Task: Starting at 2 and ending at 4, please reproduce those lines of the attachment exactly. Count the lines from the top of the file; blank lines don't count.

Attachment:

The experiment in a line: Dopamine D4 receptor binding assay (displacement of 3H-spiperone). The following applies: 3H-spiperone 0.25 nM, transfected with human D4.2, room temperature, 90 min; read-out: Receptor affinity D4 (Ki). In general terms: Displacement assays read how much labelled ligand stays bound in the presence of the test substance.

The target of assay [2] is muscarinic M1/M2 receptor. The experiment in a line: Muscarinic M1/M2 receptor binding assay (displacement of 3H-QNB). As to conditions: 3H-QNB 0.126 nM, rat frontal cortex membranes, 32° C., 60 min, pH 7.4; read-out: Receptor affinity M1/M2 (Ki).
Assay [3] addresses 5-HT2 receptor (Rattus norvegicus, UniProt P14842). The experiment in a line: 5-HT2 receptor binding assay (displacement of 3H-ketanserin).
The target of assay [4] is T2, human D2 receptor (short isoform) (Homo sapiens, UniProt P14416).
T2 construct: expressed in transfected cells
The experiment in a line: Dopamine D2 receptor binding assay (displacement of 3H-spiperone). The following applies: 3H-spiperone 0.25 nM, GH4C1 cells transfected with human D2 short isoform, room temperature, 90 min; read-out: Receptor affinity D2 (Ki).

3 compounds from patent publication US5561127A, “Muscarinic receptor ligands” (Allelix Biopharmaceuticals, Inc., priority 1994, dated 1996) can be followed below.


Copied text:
The target of assay [2] is muscarinic M1/M2 receptor. The experiment in a line: Muscarinic M1/M2 receptor binding assay (displacement of 3H-QNB). As to conditions: 3H-QNB 0.126 nM, rat frontal cortex membranes, 32° C., 60 min, pH 7.4; read-out: Receptor affinity M1/M2 (Ki).
Assay [3] addresses 5-HT2 receptor (Rattus norvegicus, UniProt P14842). The experiment in a line: 5-HT2 receptor binding assay (displacement of 3H-ketanserin).
The target of assay [4] is T2, human D2 receptor (short isoform) (Homo sapiens, UniProt P14416).